My husband wants his parents to live in our backyard.
Well, not in the yard itself, which is presently in an appalling state of post-winter disarray featuring an embarrassing quantity of dog poop. His actual designs are for the space occupied by our two-car garage, which, in the style of most historic homes here in the Twin Cities, is located at the back of the lot for alley access. His idea — which I support — is to use that space to build upwards, replacing the garage with a two-story unit with parking on one level and a granny flat on the other. Even if his parents never moved in, the structure would be a safe long-term investment we could rent via Airbnb or, more likely, to less transitory tenants.
Luckily for us, this plan is legal where we live. That has not always been the case, nor is it the case in lots of American cities. Accessory dwelling units (ADUs), as they're called in urban planning parlance, are prohibited in many localities. The legal tide is starting to shift, but it should be shifting faster. ADUs are an obvious answer to America's increasingly urgent housing needs, and they ought to be an easy sell across the political spectrum.
In my own neighborhood, ADUs were legalized less than a year ago. A very limited pilot program permitted construction of granny flats, carriage houses, mother-in-law apartments, and the like in a few areas of St. Paul starting in 2016 (some older properties were previously grandfathered in), but legalization only went citywide this past October. "I've heard from many of my constituents who are really excited about the opportunity ... for affordable housing, to create additional density, and providing housing for seniors to age in place," said one city council member who supported new ordinance.
Her comment summarizes the case for legal ADUs for urbanists and YIMBYs ("yes in my backyard") on the left: It's a grassroots option for creating affordable housing that increases density without destroying the historic character and community of established neighborhoods. ADUs can help mitigate homelessness and accommodate urban population growth almost invisibly, especially when new units are added by adapting existing structures instead of constructing from scratch.
Though ADUs can be expensive — we estimate our garage apartment project would cost slightly more than what we paid for our house, though less than its present value — for homeowners who can afford to build, it's the ultimate in buying local, keeping investment dollars very close to home. ADUs also increase property values and thus property taxes, boosting local school budgets, and this sort of smaller structure is an environmentally friendly development option compared to larger new builds. Added density can prevent displacement in newly popular neighborhoods, and ADUs can make more expensive neighborhoods accessible to young adults, the elderly, and other populations who can't swing (and don't need) an entire single-family home in those areas.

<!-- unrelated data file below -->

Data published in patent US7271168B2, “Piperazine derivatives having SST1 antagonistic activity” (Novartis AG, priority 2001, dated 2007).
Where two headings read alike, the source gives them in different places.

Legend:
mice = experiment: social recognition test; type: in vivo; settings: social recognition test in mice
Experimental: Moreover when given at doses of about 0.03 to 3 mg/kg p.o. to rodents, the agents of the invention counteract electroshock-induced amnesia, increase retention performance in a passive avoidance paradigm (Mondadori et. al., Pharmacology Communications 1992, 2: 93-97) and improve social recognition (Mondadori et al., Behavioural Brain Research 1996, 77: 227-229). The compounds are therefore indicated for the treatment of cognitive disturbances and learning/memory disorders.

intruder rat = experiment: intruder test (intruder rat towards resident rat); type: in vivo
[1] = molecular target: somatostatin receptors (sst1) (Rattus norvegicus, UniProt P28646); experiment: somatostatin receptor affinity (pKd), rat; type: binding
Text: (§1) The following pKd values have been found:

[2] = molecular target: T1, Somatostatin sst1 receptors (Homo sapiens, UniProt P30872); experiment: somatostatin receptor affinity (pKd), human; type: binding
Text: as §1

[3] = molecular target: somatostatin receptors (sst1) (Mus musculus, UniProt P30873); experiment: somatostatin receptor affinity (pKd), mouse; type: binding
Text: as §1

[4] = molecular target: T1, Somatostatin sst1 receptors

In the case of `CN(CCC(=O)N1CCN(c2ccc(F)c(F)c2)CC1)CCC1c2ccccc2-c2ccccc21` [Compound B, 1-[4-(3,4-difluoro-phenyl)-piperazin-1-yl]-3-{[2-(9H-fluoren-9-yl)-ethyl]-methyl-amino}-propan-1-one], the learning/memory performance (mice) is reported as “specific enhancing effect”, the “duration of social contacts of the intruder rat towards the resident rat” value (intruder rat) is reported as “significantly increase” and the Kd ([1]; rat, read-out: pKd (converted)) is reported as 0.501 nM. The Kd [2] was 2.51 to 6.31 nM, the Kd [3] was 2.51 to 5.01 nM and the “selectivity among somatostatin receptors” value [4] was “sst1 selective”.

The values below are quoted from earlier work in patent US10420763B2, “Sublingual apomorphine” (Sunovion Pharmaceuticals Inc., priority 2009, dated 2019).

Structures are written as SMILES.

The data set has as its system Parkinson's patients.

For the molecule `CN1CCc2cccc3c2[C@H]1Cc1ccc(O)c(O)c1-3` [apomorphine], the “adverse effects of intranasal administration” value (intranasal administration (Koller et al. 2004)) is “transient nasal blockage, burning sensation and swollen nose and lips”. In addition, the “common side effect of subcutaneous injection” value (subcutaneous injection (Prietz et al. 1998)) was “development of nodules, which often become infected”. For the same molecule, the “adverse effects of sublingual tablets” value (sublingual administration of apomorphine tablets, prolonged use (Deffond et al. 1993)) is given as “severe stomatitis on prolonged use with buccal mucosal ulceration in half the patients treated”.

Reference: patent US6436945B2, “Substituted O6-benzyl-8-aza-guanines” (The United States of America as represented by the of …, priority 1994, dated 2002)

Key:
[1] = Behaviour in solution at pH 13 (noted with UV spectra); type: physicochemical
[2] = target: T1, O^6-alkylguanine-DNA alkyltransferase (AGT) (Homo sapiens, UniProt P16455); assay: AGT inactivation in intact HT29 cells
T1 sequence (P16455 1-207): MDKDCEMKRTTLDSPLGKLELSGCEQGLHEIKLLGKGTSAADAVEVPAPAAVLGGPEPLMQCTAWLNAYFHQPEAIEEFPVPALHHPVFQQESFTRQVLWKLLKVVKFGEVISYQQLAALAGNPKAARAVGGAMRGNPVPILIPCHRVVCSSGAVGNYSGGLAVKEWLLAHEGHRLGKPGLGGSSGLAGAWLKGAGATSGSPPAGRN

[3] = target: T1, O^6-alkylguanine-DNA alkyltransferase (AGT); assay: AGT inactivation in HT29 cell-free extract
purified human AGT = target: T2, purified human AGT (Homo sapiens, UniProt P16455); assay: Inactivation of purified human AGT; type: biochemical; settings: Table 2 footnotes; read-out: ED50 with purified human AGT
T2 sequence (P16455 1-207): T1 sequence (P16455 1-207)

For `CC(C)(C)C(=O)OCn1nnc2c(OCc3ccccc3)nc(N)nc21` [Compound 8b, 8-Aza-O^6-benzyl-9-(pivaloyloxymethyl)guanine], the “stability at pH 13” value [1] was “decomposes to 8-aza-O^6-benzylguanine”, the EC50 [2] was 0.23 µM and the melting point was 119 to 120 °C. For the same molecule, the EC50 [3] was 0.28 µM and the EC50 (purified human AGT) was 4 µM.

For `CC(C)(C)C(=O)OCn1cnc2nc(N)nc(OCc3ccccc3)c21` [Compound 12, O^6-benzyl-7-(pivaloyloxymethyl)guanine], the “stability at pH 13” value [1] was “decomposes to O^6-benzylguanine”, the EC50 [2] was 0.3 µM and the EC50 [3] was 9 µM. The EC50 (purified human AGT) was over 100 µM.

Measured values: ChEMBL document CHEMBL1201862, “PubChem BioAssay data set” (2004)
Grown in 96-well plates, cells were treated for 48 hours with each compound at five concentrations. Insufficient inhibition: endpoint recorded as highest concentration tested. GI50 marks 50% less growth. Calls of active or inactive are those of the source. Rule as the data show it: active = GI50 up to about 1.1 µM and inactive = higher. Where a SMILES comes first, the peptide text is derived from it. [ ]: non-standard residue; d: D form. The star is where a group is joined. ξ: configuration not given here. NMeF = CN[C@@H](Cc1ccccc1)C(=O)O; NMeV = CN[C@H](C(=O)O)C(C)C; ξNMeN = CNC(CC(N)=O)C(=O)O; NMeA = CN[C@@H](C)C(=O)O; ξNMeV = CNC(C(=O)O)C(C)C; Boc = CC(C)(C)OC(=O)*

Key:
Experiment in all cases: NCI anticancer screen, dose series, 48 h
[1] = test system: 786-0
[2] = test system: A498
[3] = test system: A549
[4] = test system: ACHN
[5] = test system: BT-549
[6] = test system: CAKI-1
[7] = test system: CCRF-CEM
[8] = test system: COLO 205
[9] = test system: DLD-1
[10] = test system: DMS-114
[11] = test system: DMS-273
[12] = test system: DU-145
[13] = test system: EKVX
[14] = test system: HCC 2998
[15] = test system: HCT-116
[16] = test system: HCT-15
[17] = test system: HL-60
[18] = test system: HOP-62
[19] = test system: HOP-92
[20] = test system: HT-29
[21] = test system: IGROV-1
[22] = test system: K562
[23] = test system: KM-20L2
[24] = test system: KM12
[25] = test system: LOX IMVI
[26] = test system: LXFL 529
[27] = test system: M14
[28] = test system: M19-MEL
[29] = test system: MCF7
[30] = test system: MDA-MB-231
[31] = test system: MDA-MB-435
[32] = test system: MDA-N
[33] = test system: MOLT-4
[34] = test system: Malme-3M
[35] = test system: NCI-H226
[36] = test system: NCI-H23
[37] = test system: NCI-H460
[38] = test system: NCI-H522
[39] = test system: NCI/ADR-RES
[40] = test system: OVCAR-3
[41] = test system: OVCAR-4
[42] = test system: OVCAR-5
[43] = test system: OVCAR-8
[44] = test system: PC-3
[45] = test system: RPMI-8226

For Americans who lean right, the case for ADUs is even simpler: If you want to build a granny flat on your own land, the government should not be able to stop you. For all the communal benefits ADUs have to offer, their legality is also a matter of individual liberty and the basic privileges that ought to come with property rights in America.
Moreover, the rising interest in ADUs around the country is the market in action: Americans have noticed there's a housing need to be filled, and they're eager to fill it — profitably — if only local bureaucrats will let them. ADUs are a "bottom-up, decentralized, incremental, scalable, and adaptable" niche in the housing market, and the state should stop erecting obstacles to their construction and onerous limits on how they can be used.
I'm sold on both cases. I want to be able to use my property as I like and to seize what I think could be a worthwhile investment opportunity in a city where housing prices seem to climb daily. But I also want to help slow that climb, to make a quite literally small contribution to affordable housing in our neighborhood.
The added density ADUs encourage is also a big part of their appeal for me: I want more neighbors. They'll enrich our community culture, supporting local businesses and encouraging walkability. Their presence alone provides what urbanist Jane Jacobs called "eyes on the street," which is the idea that cities are safer and more peaceful when there are lots of neighbors around. Empty city neighborhoods can be a magnet for crime; bustling ones usually aren’t.
Though I am a committed St. Paul partisan — as all Twin Cities residents should be — I must concede Minneapolis is strides ahead of us where this sort of housing policy is concerned. Still, last year's ADU legalization was a major point of progress, and the sort of progress cities across the U.S. ought to imitate. Whether justified on grounds of affordable housing, personal freedom, or both, legalizing granny flats is a cause that should unite America.